Though an orthodontist can enhance a smile at any age, there is an optimal time period to begin treatment. Beginning treatment at this time ensures the greatest result and the least amount of time and expense.
The American Association of Orthodontists recommends that the initial orthodontic evaluation should occur at the first sign of orthodontic problems or no later than age 7. At this early age, orthodontic treatment may not be necessary, but vigilant examination can anticipate the most advantageous time to begin treatment.
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By the age of 7, the first adult molars erupt, establishing the back bite. During this time, an orthodontist can evaluate front-to-back and side-to-side tooth relationships.
For example, the presence of erupting incisors can indicate possible overbite, open bite, crowding or gummy smiles. Timely screening increases the chances for an incredible smile.
Early evaluation provides both timely detection of problems and greater opportunity for more effective treatment. Prudent intervention guides growth and development, preventing serious problems later. When orthodontic intervention is not necessary, an orthodontist can carefully monitor growth and development and begin treatment when it is ideal.
There aren’t many cons to early orthodontic treatment, but parents do have to understand that early orthodontic treatment is a commitment. Children must commit to maintaining proper oral hygiene, and parents must commit to ensuring that their children are brushing and flossing their teeth regularly.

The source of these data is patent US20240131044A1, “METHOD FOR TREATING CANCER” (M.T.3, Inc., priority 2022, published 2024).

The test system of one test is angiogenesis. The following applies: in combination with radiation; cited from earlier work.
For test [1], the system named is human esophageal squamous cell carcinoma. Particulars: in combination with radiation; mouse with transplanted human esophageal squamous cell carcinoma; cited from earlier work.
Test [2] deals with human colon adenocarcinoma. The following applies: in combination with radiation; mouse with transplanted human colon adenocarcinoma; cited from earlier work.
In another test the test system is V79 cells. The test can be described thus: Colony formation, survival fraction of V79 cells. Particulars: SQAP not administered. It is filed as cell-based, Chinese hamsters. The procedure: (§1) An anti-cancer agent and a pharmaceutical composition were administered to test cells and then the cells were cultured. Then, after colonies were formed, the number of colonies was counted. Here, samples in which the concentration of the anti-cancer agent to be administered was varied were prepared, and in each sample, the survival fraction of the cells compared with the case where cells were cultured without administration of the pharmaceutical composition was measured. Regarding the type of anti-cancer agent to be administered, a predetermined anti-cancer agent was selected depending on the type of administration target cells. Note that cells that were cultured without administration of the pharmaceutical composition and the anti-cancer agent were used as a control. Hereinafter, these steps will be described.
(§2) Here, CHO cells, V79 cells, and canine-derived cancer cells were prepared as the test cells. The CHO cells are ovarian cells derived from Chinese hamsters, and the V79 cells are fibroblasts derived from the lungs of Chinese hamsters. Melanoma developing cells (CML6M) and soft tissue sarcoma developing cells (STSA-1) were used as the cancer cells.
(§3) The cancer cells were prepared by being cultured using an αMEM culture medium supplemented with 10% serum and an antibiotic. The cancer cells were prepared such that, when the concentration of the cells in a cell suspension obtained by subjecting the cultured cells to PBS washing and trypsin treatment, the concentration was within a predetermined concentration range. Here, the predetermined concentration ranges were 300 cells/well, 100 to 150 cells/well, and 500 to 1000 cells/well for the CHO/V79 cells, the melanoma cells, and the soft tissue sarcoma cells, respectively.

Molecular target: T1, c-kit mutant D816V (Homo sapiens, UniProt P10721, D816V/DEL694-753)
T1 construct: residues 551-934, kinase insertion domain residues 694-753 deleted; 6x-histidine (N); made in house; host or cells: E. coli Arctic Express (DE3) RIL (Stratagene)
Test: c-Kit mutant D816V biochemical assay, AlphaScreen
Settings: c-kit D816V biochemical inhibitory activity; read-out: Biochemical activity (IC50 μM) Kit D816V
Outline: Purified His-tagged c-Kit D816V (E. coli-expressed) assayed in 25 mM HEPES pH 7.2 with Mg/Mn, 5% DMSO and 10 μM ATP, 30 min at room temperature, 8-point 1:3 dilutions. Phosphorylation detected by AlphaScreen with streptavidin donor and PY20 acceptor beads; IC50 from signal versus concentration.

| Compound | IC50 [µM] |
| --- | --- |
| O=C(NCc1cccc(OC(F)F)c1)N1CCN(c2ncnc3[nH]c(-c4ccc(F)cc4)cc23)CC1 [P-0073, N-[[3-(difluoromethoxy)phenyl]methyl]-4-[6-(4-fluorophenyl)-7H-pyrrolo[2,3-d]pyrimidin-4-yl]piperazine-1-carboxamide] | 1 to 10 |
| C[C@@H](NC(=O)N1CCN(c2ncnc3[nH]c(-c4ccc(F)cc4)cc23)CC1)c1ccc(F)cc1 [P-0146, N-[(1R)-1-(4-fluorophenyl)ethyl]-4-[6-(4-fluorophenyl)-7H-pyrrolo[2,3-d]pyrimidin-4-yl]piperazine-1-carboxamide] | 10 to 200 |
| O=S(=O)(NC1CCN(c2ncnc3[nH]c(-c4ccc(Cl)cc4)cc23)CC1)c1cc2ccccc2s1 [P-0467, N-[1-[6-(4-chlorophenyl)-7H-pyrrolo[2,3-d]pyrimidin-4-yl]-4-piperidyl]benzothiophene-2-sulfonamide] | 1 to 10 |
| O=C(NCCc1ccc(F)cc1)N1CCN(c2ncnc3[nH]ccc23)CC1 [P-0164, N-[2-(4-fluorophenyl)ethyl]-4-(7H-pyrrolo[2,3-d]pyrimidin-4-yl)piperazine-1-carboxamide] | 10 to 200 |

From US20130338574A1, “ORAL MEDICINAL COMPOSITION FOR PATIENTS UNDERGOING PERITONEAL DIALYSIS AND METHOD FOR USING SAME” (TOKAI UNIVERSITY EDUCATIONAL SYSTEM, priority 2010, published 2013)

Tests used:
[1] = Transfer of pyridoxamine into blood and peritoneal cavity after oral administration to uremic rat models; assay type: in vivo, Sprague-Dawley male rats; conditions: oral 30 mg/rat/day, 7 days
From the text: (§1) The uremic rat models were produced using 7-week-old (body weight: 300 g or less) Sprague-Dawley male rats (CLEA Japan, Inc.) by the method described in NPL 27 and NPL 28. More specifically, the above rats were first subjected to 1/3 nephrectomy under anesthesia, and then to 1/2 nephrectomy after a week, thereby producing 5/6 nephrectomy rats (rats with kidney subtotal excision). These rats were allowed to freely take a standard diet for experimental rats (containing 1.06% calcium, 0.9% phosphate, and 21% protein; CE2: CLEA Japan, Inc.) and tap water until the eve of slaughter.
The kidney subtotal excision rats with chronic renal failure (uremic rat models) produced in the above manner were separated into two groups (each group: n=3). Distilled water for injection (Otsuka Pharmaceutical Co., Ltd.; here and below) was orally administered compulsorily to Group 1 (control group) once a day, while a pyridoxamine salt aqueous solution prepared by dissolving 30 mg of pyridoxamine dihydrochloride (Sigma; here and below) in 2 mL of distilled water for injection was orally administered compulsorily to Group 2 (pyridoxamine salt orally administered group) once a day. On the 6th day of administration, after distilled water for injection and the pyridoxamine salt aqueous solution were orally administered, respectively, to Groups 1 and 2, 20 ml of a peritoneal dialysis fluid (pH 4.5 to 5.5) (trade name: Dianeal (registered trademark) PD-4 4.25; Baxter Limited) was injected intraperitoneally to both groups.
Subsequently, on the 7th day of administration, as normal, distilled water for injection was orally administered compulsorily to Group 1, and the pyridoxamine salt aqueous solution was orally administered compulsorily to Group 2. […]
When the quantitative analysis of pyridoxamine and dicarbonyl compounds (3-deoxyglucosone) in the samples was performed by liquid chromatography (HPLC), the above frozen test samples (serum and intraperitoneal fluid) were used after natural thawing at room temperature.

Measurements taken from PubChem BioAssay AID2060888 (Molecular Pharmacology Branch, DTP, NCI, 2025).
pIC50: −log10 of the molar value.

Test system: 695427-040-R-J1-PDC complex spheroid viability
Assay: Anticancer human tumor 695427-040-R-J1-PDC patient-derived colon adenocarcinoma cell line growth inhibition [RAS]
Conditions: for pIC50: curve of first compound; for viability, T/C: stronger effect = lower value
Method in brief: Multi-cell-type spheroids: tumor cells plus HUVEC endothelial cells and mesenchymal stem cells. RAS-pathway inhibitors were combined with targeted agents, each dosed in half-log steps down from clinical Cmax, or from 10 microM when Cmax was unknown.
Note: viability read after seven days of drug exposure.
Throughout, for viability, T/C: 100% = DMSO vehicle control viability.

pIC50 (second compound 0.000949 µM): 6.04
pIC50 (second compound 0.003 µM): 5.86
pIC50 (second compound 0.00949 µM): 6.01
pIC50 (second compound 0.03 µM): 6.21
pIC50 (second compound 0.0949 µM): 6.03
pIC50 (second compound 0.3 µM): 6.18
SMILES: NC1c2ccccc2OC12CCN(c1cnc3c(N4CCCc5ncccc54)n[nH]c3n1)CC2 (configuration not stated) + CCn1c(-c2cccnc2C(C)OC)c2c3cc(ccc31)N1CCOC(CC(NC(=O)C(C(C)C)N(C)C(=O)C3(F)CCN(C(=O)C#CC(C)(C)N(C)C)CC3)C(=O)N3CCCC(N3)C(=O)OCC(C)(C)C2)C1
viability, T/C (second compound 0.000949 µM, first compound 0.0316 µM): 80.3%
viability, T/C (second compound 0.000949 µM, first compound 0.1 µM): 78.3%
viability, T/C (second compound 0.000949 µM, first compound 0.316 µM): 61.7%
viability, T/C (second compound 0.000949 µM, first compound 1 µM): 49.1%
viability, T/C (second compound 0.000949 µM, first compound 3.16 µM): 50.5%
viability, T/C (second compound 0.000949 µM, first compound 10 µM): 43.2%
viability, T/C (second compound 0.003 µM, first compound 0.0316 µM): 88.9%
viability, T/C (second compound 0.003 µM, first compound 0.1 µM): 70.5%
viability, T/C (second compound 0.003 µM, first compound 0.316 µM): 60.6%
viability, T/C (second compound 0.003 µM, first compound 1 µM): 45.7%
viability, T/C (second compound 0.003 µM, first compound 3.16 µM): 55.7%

Orthodontics is not merely for improving the aesthetics of the smile. Orthodontic treatment improves bad bites (malocclusions). Malocclusions occur as a result of tooth or jaw misalignment. Malocclusions affect the way you smile, chew, clean your teeth or feel about your smile.
Early orthodontic treatment is best separated into two phases, designed to work alongside the natural development of the teeth and jaw bones.
Phase 1 orthodontic treatment is typically completed between the ages of 7 and 10 and is aimed to prepare the mouth for permanent teeth to emerge in a healthy alignment with a sufficient amount of space.
During this phase, your child may be treated with a palatal expander appliance to widen the upper jaw and create enough room for permanent teeth to grow.
According to studies by the American Association of Orthodontists, untreated malocclusions can result in a variety of problems. Crowded teeth are more difficult to properly brush and floss, which may contribute to tooth decay and/or gum disease. Protruding teeth are more susceptible to accidental chipping. Crossbites can result in unfavorable growth and uneven tooth wear. Open bites can result in tongue-thrusting habits and speech impediments. Ultimately, orthodontics does more than make a pretty smile—it creates a healthier you.
Whether your child gets braces at age 8, 9 or 10, we’ll create a personalized treatment plan and explain everything you and your child need to know for a successful treatment experience.